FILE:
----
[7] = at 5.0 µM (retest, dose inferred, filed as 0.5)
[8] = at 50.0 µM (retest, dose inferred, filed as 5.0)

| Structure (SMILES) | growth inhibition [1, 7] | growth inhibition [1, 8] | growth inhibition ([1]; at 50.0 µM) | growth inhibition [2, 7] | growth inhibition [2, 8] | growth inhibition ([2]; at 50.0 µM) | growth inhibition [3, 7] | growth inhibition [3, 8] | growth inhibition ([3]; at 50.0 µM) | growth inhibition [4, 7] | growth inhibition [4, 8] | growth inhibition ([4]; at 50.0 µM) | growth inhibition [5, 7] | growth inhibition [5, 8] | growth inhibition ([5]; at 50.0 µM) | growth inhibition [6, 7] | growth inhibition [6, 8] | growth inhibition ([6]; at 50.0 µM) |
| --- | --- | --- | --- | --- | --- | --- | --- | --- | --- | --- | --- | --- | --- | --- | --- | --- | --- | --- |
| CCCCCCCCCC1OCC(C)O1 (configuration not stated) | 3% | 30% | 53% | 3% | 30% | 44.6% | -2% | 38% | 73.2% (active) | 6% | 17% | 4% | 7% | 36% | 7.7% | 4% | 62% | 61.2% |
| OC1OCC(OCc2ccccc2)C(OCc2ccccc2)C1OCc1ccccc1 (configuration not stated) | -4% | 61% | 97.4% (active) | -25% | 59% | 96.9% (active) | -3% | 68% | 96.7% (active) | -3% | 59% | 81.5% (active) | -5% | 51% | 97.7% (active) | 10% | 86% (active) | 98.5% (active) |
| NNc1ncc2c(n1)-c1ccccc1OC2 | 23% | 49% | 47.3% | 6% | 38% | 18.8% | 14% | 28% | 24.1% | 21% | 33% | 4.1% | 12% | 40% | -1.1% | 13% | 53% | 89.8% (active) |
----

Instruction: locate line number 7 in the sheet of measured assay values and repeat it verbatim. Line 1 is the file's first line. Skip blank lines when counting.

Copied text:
| NNc1ncc2c(n1)-c1ccccc1OC2 | 23% | 49% | 47.3% | 6% | 38% | 18.8% | 14% | 28% | 24.1% | 21% | 33% | 4.1% | 12% | 40% | -1.1% | 13% | 53% | 89.8% (active) |